Labor would introduce a digital licence for primary and secondary students if it forms government this year in an effort to improve technological literacy.
Shadow Education Minister Tanya Plibersek said the program, that would cost $6 million over three years, is the equivalent of “a pen licence for the digital age”.
“Labor wants to ensure these resources are available to all children, regardless of what school they go to,” she said.
“It’s crucial all our kids learn the skills they need to keep them safe online.”
Specifically, the program would see the Alannah and Madeline Foundation’s eSmart Digital Licence and eSmart Media Literacy Lab provided to children around the country.
The Alannah and Madeline Foundation won an ACS Digital Disruptor’s award for its eSmart Digital Licence in 2019.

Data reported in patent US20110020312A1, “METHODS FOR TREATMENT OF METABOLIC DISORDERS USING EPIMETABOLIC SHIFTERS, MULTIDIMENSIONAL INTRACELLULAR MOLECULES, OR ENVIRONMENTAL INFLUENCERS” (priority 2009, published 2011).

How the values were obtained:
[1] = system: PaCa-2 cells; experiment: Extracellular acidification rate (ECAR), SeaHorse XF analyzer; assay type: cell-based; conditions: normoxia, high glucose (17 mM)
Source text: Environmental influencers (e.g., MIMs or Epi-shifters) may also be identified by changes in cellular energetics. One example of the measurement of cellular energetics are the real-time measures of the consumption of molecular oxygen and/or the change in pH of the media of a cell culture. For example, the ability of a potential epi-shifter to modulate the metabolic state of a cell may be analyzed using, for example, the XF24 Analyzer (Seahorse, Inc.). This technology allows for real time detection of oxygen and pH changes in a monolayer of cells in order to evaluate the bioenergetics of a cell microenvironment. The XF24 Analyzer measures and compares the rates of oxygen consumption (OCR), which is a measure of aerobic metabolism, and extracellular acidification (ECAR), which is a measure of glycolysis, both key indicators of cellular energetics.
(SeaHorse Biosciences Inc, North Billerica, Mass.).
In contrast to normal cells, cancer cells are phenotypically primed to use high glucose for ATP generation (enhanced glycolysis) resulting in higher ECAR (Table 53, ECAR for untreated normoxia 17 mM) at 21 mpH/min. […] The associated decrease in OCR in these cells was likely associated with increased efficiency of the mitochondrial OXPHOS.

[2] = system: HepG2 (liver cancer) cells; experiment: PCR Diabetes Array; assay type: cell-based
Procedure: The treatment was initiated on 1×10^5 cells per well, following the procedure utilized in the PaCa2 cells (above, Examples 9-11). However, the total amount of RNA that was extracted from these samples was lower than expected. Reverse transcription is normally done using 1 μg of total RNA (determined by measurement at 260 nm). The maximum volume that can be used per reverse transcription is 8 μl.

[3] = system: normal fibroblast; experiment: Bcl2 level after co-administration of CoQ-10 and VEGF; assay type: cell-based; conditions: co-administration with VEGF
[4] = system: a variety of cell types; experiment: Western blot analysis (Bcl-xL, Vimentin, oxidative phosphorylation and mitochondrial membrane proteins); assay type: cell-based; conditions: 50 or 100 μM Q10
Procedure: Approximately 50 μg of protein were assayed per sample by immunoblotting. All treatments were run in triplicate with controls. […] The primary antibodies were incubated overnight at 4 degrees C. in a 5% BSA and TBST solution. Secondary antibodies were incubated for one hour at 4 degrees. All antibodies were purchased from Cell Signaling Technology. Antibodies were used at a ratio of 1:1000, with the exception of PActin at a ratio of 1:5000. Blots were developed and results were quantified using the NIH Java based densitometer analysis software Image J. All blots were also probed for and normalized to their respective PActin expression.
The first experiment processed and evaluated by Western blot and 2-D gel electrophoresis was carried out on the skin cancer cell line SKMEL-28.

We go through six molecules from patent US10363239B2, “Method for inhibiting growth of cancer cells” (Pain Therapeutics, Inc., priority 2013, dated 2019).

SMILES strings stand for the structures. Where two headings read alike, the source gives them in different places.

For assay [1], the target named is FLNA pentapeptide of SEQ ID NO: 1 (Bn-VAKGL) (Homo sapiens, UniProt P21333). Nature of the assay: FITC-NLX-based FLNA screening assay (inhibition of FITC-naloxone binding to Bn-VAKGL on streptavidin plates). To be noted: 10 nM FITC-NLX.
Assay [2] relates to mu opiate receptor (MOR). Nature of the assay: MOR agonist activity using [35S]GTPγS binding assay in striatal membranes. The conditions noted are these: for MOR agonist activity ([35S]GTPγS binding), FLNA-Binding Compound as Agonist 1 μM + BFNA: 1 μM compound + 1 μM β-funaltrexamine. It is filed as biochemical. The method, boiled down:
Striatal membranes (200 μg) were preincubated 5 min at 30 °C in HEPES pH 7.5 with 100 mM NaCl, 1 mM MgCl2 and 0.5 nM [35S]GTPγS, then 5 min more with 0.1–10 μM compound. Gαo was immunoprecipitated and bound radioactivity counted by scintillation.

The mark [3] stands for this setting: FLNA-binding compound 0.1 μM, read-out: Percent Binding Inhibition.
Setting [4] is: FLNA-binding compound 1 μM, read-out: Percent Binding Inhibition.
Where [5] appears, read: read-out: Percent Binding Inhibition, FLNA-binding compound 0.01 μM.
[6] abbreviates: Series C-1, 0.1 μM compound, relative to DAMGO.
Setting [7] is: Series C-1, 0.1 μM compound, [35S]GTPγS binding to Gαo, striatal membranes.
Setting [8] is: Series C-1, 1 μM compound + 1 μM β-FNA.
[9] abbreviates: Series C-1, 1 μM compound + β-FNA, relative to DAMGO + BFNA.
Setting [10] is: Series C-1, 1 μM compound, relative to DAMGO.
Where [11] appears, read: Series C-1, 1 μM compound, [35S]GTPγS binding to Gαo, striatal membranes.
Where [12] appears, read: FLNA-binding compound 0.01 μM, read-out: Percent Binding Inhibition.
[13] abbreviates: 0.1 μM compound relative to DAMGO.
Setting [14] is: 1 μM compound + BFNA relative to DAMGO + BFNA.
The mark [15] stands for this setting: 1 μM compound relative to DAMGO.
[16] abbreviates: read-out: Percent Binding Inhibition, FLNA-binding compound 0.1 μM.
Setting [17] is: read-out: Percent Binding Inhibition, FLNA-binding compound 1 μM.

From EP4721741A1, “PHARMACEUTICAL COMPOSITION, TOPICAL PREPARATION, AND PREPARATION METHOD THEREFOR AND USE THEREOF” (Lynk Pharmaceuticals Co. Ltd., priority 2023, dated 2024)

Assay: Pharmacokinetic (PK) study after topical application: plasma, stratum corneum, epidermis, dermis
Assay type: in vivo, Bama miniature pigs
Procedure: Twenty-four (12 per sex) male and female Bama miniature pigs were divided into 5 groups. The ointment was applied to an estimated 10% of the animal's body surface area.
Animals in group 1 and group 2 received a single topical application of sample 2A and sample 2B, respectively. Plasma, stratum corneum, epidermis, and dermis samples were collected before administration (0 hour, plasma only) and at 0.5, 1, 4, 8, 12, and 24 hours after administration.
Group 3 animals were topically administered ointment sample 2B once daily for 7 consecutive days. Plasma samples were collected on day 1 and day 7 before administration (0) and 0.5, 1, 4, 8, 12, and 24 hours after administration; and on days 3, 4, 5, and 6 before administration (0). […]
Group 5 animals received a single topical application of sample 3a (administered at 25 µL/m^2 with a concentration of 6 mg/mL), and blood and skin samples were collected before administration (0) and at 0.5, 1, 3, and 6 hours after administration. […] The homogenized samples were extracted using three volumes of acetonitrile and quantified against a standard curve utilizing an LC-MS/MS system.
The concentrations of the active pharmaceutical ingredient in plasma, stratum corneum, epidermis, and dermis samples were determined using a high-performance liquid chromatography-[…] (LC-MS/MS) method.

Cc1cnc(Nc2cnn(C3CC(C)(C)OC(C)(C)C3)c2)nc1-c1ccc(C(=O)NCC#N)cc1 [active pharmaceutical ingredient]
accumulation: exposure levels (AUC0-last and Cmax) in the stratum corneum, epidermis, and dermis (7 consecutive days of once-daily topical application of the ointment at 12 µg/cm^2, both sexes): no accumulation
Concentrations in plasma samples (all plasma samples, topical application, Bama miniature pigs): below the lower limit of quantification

The licence has been developed through Singapore’s DQ Institute which has built an internationally recognised framework for teaching digital literacy.
That framework focuses on eight areas of digital life: identity, use, safety, security, emotional intelligence, literacy, communication, and rights.
Completion of the modules on these subjects gives children a licence that can be used to show their competency in broad digital skills.
Alannah and Madeline Foundation CEO, Sarah Davies, said it was important to match cultural and industrial changes with relevant skills in schools.
“We want every Australian school student to have access to our comprehensive suite of Australian curriculum-aligned, and evidence-informed eLearning programs so they are empowered with the skills to effectively and safely use technology today, and in the future,” she said.
Shadow Minister for Communications and Cyber Security, Tim Watts, said the pandemic had emphasised the need for improved digital education.
“Any parent can tell you that during the pandemic we’ve seen more kids spending more time on screens,” he said.
“Unfortunately, the experts tell us we’ve also seen more kids exposed to the ugly side of being online.
“We need to act now to ensure every Australian child has the skills and knowledge they need to stay safe online."